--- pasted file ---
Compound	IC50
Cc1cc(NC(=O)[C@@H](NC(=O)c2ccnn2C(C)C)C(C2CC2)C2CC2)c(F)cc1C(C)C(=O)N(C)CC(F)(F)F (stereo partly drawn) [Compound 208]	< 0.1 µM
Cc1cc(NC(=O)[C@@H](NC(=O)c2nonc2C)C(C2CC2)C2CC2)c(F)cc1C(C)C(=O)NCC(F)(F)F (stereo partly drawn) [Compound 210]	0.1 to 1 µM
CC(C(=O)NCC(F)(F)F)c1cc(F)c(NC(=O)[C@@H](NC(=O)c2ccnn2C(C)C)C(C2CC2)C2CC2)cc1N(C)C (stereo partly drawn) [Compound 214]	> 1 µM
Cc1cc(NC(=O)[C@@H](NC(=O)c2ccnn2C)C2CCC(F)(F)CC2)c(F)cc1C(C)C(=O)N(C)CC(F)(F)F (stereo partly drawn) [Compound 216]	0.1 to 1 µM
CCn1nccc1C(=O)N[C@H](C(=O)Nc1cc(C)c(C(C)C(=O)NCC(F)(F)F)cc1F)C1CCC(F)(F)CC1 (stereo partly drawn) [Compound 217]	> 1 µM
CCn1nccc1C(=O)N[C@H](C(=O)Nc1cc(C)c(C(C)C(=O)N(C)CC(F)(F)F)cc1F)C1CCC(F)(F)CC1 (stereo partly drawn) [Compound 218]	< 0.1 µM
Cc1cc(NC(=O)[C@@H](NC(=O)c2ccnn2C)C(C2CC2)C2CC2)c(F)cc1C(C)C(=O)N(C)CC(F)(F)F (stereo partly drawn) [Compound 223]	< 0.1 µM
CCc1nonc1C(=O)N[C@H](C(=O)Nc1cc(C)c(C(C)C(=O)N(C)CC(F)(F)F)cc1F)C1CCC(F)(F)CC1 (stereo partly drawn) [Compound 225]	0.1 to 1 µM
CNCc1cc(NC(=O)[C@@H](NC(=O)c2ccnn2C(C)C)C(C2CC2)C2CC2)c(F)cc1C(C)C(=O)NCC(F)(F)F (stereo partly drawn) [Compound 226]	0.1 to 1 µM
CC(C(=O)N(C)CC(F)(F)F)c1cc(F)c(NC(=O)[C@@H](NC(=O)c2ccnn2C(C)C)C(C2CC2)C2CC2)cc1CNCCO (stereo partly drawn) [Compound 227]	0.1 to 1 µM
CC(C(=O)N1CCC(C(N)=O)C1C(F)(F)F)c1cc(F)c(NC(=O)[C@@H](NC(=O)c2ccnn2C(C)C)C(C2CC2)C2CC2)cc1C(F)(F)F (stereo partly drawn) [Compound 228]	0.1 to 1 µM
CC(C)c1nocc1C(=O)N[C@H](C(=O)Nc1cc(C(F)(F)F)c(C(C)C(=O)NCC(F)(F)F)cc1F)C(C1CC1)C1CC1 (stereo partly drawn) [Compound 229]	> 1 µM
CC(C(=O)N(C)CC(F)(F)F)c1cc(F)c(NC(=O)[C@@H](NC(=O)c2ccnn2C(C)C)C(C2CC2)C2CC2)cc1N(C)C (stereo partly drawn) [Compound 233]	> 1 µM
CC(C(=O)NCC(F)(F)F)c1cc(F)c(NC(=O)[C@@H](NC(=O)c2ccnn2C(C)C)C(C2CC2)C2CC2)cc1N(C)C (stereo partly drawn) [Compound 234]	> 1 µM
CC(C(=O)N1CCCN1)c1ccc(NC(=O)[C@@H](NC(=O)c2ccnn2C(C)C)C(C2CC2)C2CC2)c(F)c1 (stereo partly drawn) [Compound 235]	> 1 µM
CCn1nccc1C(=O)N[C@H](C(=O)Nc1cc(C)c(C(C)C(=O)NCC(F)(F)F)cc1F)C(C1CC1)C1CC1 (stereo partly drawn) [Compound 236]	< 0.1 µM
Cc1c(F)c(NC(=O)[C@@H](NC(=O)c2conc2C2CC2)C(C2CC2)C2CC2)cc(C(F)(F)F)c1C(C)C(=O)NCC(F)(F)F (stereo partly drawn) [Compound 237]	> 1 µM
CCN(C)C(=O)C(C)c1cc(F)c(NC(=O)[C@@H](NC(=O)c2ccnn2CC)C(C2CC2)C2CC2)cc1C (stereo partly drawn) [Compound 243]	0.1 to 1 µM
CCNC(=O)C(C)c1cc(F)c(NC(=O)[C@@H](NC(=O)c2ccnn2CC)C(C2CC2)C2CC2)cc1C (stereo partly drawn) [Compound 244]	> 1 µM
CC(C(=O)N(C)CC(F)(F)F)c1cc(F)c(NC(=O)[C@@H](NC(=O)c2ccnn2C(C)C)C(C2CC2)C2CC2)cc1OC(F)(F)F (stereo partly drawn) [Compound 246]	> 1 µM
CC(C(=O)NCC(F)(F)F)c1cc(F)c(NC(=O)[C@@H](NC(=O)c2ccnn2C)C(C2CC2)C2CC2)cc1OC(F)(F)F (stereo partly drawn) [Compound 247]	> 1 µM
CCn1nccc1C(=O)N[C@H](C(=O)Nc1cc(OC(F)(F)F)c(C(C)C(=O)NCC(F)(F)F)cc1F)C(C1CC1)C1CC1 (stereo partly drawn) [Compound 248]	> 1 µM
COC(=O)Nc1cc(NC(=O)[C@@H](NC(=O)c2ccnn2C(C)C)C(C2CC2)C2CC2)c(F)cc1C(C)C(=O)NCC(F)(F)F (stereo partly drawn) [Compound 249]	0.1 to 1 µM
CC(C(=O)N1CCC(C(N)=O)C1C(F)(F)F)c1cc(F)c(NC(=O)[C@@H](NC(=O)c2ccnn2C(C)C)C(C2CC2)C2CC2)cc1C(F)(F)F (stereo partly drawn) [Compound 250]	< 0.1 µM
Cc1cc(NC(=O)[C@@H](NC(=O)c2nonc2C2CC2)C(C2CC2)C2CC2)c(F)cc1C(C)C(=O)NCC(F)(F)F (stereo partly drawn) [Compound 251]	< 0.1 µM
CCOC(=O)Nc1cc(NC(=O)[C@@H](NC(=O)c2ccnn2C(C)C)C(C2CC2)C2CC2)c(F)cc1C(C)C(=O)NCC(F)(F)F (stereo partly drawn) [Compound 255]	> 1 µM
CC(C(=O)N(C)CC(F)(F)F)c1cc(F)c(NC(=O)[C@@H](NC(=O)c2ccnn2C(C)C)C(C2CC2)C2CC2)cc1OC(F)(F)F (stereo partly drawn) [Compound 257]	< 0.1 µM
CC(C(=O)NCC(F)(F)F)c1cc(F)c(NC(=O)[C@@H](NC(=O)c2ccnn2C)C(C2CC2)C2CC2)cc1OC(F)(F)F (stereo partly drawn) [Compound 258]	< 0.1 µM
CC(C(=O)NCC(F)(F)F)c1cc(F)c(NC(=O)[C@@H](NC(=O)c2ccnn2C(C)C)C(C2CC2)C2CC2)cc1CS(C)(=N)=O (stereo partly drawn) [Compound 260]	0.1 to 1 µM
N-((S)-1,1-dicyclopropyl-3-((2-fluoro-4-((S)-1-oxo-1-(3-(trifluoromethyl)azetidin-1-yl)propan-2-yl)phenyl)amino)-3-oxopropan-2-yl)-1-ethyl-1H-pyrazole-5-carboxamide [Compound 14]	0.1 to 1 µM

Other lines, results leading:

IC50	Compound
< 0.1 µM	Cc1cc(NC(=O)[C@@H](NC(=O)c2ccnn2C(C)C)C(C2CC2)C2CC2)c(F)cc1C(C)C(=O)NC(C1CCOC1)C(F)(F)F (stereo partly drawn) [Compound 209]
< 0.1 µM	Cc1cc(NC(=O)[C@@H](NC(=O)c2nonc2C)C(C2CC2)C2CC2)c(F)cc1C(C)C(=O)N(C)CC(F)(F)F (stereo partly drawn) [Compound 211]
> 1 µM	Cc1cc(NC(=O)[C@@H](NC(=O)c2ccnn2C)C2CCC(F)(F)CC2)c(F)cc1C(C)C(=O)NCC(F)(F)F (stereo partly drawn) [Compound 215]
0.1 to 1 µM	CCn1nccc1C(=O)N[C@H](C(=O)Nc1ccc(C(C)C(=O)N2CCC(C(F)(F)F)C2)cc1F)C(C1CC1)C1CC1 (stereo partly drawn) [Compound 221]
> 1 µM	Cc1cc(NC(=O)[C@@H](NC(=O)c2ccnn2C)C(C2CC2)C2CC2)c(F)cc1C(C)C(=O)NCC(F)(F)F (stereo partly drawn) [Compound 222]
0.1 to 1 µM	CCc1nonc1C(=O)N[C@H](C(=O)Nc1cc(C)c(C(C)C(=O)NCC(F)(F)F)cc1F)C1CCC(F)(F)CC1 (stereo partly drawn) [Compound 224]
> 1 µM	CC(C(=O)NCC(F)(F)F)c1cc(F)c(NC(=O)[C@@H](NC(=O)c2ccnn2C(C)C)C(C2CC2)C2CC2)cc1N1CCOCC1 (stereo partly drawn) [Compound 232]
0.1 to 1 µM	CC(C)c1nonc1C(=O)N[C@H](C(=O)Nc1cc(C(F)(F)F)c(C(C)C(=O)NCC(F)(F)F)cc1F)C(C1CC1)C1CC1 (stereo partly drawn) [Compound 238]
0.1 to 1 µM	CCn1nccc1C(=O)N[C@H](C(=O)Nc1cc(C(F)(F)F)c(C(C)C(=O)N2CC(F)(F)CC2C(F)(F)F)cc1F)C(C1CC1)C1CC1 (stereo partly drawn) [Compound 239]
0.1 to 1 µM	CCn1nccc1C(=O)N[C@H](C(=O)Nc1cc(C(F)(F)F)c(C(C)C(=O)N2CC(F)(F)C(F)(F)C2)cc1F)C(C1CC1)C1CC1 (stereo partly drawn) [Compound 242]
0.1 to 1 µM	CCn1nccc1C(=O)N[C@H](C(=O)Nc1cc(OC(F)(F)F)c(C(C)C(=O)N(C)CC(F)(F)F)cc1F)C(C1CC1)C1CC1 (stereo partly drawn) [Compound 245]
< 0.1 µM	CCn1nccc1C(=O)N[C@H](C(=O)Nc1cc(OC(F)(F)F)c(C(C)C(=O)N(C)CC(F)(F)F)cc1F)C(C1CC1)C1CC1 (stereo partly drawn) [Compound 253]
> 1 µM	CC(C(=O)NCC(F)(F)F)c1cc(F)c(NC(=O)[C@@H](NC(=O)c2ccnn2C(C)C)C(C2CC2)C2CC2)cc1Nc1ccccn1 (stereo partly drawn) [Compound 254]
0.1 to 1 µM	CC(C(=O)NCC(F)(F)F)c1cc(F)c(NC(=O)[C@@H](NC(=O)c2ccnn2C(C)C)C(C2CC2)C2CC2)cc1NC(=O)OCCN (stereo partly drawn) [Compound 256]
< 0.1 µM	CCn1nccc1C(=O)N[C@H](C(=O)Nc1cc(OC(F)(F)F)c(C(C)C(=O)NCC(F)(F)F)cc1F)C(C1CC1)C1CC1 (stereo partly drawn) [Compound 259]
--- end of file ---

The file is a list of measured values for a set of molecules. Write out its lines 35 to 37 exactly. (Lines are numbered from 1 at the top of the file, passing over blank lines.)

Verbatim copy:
< 0.1 µM	Cc1cc(NC(=O)[C@@H](NC(=O)c2nonc2C)C(C2CC2)C2CC2)c(F)cc1C(C)C(=O)N(C)CC(F)(F)F (stereo partly drawn) [Compound 211]
> 1 µM	Cc1cc(NC(=O)[C@@H](NC(=O)c2ccnn2C)C2CCC(F)(F)CC2)c(F)cc1C(C)C(=O)NCC(F)(F)F (stereo partly drawn) [Compound 215]
0.1 to 1 µM	CCn1nccc1C(=O)N[C@H](C(=O)Nc1ccc(C(C)C(=O)N2CCC(C(F)(F)F)C2)cc1F)C(C1CC1)C1CC1 (stereo partly drawn) [Compound 221]